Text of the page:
In Focus: When Clients' Plans Change  

How to advise the modern, multi-jurisdictional family

  • To be able to advise clients in different family situations.
  • To understand what clients are saying they need help with.
  • To know how to advise cross-jurisdictional families.
CPD
Approx.30min

Alongside a number of other disputes arising from unclear or old-fashioned language, it is clear that a number of laws and legal definitions are out of touch with the current reality and need to be brought up to date.

Specific examples mentioned by respondents included laws in relation to:

  • Cohabitation (relating to succession).
  • Same-sex marriage (recognition across jurisdictions, inheritance, adopted children).
  • Inconsistencies with regard to lasting and enduring powers of attorney.

New family constructs and dynamics are driving demand. The increase in complexities and potential for conflict associated with the modern family has resulted in increasing demand for advisors and their services.

Tax advice, trusts, global/cross jurisdictional services and family governance advice in particular have all seen increased demand and succession planning tops the list of issues on which clients seek advice.

Tax advice is a key issue, particularly for multi-jurisdictional families, as a result of differing tax rules and the increased focus on tax transparency and compliance.

This is also seen in the increasing demand for global/cross jurisdictional services. Trusts are also in demand, their flexibility proving attractive in providing the ability to respond to changing circumstances in light of more complex family composition.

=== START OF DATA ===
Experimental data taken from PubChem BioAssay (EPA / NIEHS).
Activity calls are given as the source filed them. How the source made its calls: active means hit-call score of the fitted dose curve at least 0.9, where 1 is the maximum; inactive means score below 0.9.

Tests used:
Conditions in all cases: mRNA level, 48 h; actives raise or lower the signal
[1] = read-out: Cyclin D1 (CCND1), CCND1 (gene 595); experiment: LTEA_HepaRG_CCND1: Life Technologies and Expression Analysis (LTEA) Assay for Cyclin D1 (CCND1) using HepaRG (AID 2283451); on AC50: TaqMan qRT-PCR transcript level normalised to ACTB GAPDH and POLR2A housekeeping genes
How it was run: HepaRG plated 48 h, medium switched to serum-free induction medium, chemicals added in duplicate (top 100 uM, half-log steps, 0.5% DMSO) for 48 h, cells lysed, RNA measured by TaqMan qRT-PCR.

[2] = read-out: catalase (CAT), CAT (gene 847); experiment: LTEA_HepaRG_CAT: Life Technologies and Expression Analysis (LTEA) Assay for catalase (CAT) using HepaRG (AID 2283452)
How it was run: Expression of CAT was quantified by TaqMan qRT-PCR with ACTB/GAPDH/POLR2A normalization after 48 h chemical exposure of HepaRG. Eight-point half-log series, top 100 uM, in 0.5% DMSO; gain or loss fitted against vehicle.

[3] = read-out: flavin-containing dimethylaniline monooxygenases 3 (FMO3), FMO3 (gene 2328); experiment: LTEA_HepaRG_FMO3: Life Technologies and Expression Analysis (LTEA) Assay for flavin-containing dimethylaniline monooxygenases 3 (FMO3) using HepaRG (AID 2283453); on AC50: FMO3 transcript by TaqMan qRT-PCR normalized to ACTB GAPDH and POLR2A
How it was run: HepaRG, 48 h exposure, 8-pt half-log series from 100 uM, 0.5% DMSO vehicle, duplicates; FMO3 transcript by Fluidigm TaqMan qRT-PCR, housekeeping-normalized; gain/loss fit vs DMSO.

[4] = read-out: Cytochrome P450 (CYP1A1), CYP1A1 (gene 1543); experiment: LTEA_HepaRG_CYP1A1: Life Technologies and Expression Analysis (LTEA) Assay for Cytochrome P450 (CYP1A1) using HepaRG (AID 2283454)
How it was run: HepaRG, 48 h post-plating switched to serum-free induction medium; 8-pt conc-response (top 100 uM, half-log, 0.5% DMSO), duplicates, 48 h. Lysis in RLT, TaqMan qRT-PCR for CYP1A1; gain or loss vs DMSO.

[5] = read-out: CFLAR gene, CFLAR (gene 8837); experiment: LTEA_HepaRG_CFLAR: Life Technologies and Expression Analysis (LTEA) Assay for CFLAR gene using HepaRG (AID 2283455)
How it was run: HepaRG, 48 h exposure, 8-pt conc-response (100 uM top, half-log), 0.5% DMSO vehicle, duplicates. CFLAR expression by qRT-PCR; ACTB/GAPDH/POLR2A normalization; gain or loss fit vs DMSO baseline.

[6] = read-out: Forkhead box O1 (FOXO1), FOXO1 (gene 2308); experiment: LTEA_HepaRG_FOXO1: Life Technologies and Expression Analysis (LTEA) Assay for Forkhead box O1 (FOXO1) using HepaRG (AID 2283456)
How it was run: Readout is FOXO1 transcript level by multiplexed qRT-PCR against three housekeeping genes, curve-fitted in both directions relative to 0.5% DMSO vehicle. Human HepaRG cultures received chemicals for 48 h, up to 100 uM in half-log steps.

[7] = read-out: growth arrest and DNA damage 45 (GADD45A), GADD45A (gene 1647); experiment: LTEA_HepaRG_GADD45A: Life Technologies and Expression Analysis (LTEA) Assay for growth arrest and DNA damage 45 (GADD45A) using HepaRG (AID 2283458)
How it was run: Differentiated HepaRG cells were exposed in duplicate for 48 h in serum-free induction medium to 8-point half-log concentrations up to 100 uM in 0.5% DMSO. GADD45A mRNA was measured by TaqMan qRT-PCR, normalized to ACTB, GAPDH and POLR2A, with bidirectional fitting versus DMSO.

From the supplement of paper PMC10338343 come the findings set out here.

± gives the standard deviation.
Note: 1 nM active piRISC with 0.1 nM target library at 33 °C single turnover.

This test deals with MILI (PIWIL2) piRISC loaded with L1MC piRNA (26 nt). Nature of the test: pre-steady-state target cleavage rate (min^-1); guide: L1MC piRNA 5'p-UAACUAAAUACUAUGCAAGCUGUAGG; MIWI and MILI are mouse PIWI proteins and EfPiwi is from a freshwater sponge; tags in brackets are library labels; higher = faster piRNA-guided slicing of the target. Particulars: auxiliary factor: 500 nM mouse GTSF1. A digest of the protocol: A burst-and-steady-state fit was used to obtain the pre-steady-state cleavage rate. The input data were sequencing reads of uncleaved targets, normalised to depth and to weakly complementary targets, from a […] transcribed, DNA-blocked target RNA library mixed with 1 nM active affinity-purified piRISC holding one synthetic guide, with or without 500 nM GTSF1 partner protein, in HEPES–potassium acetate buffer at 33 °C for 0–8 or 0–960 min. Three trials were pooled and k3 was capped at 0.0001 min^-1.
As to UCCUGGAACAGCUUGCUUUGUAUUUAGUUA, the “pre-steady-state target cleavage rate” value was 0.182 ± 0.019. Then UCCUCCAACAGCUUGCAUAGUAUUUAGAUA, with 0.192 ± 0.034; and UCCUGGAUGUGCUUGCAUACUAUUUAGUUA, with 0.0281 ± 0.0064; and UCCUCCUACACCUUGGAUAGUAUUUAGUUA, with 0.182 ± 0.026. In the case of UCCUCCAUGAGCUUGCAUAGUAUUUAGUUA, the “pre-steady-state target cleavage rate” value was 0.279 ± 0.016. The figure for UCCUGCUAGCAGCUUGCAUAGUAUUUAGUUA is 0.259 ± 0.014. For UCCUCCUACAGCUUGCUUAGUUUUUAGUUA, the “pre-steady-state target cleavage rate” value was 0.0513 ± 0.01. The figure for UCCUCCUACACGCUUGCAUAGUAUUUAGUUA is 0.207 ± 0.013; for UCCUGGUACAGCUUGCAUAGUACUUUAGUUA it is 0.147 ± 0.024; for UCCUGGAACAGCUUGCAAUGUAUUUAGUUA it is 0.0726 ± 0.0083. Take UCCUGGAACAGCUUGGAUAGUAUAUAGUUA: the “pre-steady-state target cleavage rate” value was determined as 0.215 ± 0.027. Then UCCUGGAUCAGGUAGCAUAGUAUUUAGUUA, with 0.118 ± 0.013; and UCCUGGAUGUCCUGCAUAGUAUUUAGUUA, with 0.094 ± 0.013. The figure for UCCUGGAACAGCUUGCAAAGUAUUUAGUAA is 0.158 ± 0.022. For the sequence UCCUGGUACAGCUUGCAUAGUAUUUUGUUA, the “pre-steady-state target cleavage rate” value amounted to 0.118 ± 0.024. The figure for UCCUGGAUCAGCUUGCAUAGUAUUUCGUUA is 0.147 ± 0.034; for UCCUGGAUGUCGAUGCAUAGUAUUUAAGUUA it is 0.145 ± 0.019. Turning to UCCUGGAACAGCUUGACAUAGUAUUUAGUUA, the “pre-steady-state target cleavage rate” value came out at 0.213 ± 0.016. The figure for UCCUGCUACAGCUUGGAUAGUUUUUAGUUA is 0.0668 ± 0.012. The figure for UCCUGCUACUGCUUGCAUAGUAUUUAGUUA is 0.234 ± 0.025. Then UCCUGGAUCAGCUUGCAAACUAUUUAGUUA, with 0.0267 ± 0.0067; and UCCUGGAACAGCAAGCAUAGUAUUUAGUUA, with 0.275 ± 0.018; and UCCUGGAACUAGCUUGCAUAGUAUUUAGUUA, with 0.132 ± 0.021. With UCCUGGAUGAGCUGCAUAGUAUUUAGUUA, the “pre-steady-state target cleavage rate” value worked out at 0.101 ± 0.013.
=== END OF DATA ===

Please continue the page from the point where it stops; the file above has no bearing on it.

Some respondents also flag that they are seeing demand for alternatives to trusts, such as family investment companies.

Advisers need to recalibrate

One size doesn’t fit all. There is no longer a one-size-fits-all approach to meeting families’ needs.

Advisers are recalibrating how they work to ensure a joined-up approach, collaborating with other advisers across borders and professions to ensure the needs of the family are met, and embracing a broader skillset to support increasingly complex family dynamics.

As one respondent observed: ‘We all need to be slightly less focused on our little patch and collaborate with other professionals locally and internationally to help the family achieve their objectives’.

Communication and early planning is essential. Respondents overwhelmingly identified the importance of good communication – particularly within families, with early and open conversations about planning and succession – as the key factor for families.

This emphasis on communication – and in particular early communication – is a clear movement away from the traditional, more paternalistic historic approach of keeping younger generations sheltered from too much knowledge for as long as possible.

This approach is increasingly seen by advisers as archaic and being consigned to history. The other key piece of advice, and one that for many respondents was linked to communication, was to plan – well in advance.

Addressing the challenges

Navigating family politics is always difficult, but it has become even more of a challenge to advise the modern family as new generational perspectives are emerging.